Fredric Jameson writes:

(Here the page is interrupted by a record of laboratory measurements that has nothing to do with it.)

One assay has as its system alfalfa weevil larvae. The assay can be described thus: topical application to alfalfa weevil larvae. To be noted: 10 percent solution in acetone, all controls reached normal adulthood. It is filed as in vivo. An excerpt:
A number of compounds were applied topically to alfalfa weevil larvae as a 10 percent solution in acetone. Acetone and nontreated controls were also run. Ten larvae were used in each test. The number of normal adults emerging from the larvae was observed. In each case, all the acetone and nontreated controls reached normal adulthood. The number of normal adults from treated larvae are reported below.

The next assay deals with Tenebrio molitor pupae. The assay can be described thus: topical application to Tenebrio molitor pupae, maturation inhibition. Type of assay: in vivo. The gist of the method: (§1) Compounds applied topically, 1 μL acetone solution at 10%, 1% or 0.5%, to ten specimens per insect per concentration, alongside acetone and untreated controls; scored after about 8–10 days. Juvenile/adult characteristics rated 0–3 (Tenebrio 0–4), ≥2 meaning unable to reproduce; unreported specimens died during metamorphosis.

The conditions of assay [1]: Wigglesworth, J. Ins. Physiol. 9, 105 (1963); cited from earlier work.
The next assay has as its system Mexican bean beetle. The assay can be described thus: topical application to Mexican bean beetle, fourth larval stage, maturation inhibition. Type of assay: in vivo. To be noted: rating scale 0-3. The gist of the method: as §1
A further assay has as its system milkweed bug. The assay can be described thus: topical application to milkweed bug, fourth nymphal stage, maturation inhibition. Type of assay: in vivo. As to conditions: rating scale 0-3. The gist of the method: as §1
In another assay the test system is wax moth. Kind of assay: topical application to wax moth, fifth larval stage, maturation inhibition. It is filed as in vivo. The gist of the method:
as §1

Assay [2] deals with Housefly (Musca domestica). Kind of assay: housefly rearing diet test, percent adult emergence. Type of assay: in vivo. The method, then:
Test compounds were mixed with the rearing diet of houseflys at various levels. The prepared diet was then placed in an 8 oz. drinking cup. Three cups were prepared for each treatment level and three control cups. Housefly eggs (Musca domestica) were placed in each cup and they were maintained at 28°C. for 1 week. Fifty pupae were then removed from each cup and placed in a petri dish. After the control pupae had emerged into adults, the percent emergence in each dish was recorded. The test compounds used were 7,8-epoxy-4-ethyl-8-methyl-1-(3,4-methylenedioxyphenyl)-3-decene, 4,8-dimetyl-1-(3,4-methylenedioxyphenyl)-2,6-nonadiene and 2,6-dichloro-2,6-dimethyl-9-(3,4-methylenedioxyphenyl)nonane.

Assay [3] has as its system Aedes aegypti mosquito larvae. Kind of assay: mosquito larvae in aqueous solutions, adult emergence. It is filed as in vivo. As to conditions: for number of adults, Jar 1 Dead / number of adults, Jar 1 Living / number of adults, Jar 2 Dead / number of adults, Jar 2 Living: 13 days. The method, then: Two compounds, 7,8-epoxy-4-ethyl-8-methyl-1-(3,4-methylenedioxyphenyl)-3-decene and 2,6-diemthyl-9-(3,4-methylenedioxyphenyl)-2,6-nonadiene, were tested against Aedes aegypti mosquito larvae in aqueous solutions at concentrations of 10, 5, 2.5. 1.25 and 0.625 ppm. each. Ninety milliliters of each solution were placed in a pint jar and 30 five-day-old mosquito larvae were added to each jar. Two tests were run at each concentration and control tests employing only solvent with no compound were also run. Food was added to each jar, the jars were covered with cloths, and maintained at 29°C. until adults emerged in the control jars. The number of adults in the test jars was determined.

Arata Isozaki is not normally associated with nationalism or nativism in architecture. That his buildings project an international public is testified by their geographical range: from the Museum of Contemporary Art in Los Angeles to the Tsukuba Science Centre in Japan, from the Olympic Stadium in Barcelona to the Volksbank Centre in Potsdamer Platz in Berlin, from the Administrative Building at Disneyworld in Florida to the Domus in La Coruña. Although it is here very much a question of modernity, Japanese or Western, the ostensible topic of Isozaki’s exciting book, Japan-ness in Architecture, is rather three monuments from Japan’s traditional past, three ‘landmark events in Japanese architectural history’, to which the fourth, the great movement of Japanese architectural modernism from Kenzō Tange onwards, is added. These monuments or events are the seventh-century shrine at Ise, the Southern Gatehouse built in 1199 at Tōdai-ji by the monk Chōgen, and the Katsura Imperial Villa, whose present form dates from the 17th century.